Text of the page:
Broken Promises: Inside a Semi-Pro Nightmare, Part Four
August 22, 2016 by Terrance Biggs
Through the dozens of texts, calls and messages, people affected by this league are continuing to reach out. I was asked why this is so important. Honestly, it is all about right and wrong. Players travel thousands of miles to pay their money for a dream. While many are immensely talented, the RPFL does not appear to be a vessel for climbing the ladder.
In the midst of the uproar over these articles, a player approached me for a sit-down interview. “Christopher” requested anonymity, due to his employment with a major football organization.
Q: How much did you make?
Christopher: It was supposed to be $1,000 a game. That dropped to 700, which turned into 200. It ended up as a 75 dollar bounced check. In order to make the 256,000, you have to be the best player at every position every year.
Q: Who did you play for?
Christopher: Drafted by the Generals, and then was traded to the Bearcats.
Q: What was the setup like?
Christopher: Poor. Very poor. Worse than any semi-pro league. When we played a game 3 hours away, we took one passenger van, and the rest of the team drove their cars.
Teams were folding left and right that first year. We ended the season with 2 teams.
Q: What was Quentin’s role?
Christopher: League founder, CEO, owner of most teams, logistics, equipment, you name it. He tried to control it all.
Q: So, one guy owned the majority of the teams?
Q: What about the living arrangements?
Christopher: I don’t know too much about that. I’m a local guy only living an hour away.
From what I heard, the article matches up pretty well.
Q: Did you ever hear any stories from out-of-towners?
Christopher: The hotel rooms and lack of money were on par. Most of the out of towers were on a team that tried to speak up against Quentin. So that team was essentially folded by him. So, I think most of them went home.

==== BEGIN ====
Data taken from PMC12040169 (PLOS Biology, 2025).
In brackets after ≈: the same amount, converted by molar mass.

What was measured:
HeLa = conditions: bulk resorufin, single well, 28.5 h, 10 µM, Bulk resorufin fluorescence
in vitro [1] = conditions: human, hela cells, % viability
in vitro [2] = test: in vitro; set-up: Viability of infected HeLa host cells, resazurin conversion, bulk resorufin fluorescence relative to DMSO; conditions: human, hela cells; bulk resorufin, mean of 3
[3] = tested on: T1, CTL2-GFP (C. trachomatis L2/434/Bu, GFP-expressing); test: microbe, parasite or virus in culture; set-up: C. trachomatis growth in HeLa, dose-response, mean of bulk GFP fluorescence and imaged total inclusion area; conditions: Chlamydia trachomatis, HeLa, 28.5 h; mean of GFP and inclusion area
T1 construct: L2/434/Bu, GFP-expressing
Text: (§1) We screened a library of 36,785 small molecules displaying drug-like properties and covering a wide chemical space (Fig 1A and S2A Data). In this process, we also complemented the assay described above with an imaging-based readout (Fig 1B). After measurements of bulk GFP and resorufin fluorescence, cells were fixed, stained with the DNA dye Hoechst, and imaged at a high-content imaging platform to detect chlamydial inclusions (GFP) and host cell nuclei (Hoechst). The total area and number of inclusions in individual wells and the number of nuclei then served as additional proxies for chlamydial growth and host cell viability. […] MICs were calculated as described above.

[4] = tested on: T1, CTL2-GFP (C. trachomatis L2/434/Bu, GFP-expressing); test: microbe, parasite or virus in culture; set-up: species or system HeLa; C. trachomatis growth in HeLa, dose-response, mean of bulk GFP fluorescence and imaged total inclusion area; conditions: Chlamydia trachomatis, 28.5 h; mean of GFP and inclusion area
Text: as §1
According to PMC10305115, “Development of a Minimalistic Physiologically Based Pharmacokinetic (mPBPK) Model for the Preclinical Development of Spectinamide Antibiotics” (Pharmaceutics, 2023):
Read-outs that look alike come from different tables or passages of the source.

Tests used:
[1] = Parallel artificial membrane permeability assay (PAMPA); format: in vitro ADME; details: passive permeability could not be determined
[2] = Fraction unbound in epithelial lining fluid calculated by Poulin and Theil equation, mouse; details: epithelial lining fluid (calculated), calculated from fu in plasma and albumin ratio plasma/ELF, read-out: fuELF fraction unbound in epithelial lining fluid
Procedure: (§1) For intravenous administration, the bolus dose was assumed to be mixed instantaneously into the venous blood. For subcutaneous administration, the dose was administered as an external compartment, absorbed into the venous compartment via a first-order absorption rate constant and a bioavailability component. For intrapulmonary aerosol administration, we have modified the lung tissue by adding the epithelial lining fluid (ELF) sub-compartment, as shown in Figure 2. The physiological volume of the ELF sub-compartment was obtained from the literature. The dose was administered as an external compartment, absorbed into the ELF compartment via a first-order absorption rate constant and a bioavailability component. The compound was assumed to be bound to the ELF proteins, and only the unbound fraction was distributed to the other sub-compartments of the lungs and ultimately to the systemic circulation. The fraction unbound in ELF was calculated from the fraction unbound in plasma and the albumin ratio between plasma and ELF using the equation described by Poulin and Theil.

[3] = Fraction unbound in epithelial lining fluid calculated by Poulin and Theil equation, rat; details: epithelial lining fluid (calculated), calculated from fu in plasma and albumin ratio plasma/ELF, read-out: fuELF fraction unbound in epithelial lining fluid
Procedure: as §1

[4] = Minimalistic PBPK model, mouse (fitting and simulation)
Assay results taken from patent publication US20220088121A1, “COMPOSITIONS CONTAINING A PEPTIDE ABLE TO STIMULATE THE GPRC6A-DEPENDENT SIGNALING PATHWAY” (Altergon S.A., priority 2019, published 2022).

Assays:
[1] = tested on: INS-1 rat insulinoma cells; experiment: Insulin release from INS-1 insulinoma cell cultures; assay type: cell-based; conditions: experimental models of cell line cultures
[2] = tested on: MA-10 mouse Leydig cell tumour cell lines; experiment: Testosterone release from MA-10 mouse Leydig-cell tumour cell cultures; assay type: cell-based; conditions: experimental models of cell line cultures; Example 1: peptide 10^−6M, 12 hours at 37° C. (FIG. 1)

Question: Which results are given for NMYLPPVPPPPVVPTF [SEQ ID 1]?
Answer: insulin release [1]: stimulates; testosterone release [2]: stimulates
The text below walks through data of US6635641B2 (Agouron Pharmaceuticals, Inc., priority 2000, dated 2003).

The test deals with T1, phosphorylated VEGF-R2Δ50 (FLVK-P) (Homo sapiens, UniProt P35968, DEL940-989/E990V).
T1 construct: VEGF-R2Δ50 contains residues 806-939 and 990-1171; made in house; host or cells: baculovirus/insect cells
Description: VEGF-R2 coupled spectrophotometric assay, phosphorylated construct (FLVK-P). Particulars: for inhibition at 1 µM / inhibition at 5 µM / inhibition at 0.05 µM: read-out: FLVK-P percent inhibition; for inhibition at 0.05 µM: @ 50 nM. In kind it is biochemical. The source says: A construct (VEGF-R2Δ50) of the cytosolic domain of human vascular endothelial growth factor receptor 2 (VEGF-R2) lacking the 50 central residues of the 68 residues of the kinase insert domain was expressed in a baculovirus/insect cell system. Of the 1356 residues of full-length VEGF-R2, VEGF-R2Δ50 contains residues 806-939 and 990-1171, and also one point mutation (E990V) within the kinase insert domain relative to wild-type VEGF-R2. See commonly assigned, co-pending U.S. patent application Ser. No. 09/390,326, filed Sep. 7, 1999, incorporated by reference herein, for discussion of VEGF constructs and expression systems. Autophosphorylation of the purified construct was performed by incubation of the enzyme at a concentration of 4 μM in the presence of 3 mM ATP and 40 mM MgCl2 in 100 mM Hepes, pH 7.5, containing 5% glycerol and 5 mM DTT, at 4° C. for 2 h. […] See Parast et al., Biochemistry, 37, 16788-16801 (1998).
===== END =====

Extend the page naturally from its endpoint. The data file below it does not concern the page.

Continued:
Q: What about his NFL connections? Legit?
Christopher: If his contacts were as good as he says, I think he would’ve sent guys to the NFL. But, that’s just my opinion. I never met a scout, or heard of a scout at a game. For all we know, he could’ve befriended a scout and just asked him to show up to the game to make it look legit.
Q: Was there anything that looked shady?
Christopher: Most of the experience was shady. We played at a terrible high school field. I know he was a high school coach at the school we played at, and that there was a video that surfaced of him fighting a high school player of his.
Q: Did you see any player make legitimate money?
Christopher: If he liked you, he would pay you. If you promoted the league, he would pay you. Like I said, most players didn’t see a dime.
Q: So, it was based on his preference, not actual skill?
Q: How did things end with you and the league?
Christopher: After the season, I didn’t hear a word from them until the next year.
I ended up being injured during the preseason from playing arena ball. I told him I would join the league once my bounced check was covered, and that never ended up happening.
Broderick Martin played two games in the RPFL. His story rings eerily similar to others, but he adds a little more context.
Q: How did you get involved with Rivals?